I recently had a conversation with Boston Red Sox hitting instructor Dave Magadan, who also played in the Major Leagues from 1986 to 2001, and had one of the most interesting careers of any corner infielder in history. His ratio of career WAR (27.1) to home runs (42) is pretty stunning, and Magadan showed that you didn’t have to hit the ball over the fence to be a productive player. What are his philosophies as a hitting coach? Read on for the answers.
1) Referring to younger players, many of us who follow baseball have heard the term from scouts and coaches that the power in a player will eventually come? What do scouts and coaches see that the casual fan might be overlooking or failing to recognize?
DM: They might be seeing a frame on a young player that is showing that he will fill out and get a lot stronger. That he’s showing bat speed, but is lacking in overall strength to drive the ball out of the park.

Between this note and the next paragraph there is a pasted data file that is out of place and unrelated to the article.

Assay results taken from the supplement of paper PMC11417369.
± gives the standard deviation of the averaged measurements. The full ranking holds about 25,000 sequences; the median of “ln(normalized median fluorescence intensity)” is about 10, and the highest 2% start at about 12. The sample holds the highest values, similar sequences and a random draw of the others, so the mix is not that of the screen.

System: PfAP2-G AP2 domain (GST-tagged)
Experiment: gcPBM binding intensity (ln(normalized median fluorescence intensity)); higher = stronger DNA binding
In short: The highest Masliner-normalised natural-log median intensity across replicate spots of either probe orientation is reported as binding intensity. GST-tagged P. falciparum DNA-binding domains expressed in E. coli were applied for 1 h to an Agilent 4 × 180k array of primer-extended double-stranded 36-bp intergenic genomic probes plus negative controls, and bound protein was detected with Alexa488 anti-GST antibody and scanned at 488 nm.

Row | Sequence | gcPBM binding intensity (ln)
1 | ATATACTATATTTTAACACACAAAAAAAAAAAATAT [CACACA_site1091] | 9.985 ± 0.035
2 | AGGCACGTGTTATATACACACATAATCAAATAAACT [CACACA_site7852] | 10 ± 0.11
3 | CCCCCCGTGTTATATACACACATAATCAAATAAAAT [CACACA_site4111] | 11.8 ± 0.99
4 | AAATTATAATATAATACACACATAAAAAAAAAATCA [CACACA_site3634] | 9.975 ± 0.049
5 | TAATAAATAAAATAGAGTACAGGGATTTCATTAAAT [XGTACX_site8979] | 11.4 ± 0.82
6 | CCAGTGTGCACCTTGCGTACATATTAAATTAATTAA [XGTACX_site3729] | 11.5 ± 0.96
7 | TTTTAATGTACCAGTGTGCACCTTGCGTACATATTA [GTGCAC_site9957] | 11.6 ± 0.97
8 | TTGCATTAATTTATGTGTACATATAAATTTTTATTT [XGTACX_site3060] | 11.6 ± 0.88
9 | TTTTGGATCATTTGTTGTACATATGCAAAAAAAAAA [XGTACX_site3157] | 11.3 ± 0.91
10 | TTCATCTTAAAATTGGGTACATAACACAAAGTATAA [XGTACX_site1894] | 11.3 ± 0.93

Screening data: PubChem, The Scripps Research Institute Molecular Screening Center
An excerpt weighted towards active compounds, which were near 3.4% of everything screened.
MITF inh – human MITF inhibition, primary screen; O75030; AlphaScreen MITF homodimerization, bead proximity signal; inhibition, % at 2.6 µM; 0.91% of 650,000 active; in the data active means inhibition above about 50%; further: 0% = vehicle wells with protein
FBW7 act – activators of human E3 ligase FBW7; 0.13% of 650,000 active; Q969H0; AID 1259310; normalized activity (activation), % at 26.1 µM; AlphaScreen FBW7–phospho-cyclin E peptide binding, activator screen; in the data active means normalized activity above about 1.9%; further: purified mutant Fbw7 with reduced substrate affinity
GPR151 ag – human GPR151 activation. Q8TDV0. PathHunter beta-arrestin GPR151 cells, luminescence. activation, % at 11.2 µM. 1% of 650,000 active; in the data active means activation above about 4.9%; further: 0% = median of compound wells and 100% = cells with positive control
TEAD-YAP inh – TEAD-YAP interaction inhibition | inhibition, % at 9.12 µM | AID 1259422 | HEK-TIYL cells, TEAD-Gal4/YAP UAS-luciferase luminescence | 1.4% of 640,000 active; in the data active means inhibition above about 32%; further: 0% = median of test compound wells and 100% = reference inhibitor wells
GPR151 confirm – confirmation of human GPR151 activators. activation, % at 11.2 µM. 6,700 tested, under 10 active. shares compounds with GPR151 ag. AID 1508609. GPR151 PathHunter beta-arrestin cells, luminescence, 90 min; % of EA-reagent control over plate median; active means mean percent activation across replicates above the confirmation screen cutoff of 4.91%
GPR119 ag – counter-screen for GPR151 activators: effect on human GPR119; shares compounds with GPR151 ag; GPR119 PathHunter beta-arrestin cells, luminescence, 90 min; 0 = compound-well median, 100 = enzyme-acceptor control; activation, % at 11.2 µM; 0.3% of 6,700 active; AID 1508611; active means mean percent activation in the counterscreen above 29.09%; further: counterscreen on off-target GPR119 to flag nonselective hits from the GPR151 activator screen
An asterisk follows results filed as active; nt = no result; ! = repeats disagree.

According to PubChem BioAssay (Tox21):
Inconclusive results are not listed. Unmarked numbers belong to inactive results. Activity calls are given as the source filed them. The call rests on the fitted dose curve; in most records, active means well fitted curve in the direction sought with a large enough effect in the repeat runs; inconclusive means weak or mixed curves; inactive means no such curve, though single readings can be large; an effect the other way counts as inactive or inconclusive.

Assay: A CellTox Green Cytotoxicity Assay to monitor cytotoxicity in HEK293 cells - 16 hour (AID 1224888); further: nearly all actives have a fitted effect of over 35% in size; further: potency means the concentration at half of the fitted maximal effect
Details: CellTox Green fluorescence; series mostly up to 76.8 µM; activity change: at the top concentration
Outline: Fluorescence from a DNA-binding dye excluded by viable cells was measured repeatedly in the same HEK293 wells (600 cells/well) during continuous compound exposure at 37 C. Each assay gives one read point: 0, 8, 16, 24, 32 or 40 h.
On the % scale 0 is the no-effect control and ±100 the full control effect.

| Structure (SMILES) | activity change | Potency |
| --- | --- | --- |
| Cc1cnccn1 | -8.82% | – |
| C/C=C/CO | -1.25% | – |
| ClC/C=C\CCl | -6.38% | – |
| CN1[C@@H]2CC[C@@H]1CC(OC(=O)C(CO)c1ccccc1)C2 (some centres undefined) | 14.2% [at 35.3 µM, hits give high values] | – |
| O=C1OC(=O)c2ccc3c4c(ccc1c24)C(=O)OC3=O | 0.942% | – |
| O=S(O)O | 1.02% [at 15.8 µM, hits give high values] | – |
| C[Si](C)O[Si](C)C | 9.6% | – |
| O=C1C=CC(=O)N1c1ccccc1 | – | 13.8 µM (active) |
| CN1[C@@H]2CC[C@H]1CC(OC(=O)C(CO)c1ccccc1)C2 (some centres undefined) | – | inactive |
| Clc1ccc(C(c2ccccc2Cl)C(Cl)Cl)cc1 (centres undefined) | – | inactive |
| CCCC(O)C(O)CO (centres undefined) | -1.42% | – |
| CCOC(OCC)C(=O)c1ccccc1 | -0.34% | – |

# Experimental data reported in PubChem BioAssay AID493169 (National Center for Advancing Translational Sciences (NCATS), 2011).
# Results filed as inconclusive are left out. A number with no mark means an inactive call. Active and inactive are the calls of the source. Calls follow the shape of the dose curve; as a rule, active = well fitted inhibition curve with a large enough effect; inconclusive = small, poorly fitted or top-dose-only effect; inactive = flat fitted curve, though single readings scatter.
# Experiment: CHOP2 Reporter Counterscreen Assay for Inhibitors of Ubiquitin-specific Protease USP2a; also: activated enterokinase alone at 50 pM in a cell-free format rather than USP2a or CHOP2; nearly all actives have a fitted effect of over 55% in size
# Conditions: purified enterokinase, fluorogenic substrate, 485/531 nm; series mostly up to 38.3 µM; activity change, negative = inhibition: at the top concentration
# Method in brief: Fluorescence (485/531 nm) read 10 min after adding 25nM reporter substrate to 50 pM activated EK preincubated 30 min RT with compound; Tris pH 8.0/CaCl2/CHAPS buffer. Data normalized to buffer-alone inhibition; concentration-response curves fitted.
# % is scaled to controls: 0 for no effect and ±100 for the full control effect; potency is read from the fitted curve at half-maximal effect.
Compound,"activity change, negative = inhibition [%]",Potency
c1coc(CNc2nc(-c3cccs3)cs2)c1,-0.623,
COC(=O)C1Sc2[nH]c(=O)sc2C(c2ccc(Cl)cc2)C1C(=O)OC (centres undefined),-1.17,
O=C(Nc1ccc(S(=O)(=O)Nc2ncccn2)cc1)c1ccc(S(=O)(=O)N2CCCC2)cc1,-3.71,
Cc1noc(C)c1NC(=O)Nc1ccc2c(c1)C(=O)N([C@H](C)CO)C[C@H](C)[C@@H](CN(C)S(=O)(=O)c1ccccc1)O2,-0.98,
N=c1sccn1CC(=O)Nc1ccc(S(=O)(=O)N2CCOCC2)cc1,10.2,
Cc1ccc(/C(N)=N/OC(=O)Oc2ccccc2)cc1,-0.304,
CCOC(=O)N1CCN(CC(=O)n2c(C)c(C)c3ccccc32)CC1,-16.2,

2) Can a hitter, from all the batting practice, on-deck swings, and hitting off a tee, among other similar range of motions, tire themselves out and find themselves fatigued and a split-second late trying to hit in the later innings? Is the volume of repetitions something that you or the team monitor?
DM: No question that a hitter can swing too much. There are times when we will throttle back a player and tell him to take a day off of batting practice and just chill out. There are guys that will go in and out of slumps in one batting practice session because they hit beyond the point of feeling good and work their way back into not feeling good.
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